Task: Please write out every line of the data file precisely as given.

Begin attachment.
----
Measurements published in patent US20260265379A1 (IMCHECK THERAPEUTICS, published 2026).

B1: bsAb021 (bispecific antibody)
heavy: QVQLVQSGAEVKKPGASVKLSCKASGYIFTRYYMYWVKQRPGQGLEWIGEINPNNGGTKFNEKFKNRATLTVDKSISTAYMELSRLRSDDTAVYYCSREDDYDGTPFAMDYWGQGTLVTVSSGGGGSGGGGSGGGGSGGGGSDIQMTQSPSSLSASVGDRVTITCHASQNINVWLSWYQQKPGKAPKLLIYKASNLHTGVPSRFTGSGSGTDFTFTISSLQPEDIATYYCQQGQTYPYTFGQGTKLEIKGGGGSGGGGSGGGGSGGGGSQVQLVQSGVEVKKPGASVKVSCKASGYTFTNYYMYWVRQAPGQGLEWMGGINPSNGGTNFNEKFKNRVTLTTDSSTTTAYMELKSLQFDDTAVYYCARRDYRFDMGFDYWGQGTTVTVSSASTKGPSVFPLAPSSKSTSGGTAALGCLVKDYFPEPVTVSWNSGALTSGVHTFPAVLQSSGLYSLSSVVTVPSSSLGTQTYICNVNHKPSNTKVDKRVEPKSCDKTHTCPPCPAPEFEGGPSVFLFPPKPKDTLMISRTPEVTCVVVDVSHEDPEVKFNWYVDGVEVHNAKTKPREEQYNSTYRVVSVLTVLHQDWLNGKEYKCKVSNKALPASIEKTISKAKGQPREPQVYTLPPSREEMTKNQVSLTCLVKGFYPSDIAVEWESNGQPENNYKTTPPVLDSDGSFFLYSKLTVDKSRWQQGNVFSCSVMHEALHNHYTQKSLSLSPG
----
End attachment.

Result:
Measurements published in patent US20260265379A1 (IMCHECK THERAPEUTICS, published 2026).

B1: bsAb021 (bispecific antibody)
heavy: QVQLVQSGAEVKKPGASVKLSCKASGYIFTRYYMYWVKQRPGQGLEWIGEINPNNGGTKFNEKFKNRATLTVDKSISTAYMELSRLRSDDTAVYYCSREDDYDGTPFAMDYWGQGTLVTVSSGGGGSGGGGSGGGGSGGGGSDIQMTQSPSSLSASVGDRVTITCHASQNINVWLSWYQQKPGKAPKLLIYKASNLHTGVPSRFTGSGSGTDFTFTISSLQPEDIATYYCQQGQTYPYTFGQGTKLEIKGGGGSGGGGSGGGGSGGGGSQVQLVQSGVEVKKPGASVKVSCKASGYTFTNYYMYWVRQAPGQGLEWMGGINPSNGGTNFNEKFKNRVTLTTDSSTTTAYMELKSLQFDDTAVYYCARRDYRFDMGFDYWGQGTTVTVSSASTKGPSVFPLAPSSKSTSGGTAALGCLVKDYFPEPVTVSWNSGALTSGVHTFPAVLQSSGLYSLSSVVTVPSSSLGTQTYICNVNHKPSNTKVDKRVEPKSCDKTHTCPPCPAPEFEGGPSVFLFPPKPKDTLMISRTPEVTCVVVDVSHEDPEVKFNWYVDGVEVHNAKTKPREEQYNSTYRVVSVLTVLHQDWLNGKEYKCKVSNKALPASIEKTISKAKGQPREPQVYTLPPSREEMTKNQVSLTCLVKGFYPSDIAVEWESNGQPENNYKTTPPVLDSDGSFFLYSKLTVDKSRWQQGNVFSCSVMHEALHNHYTQKSLSLSPG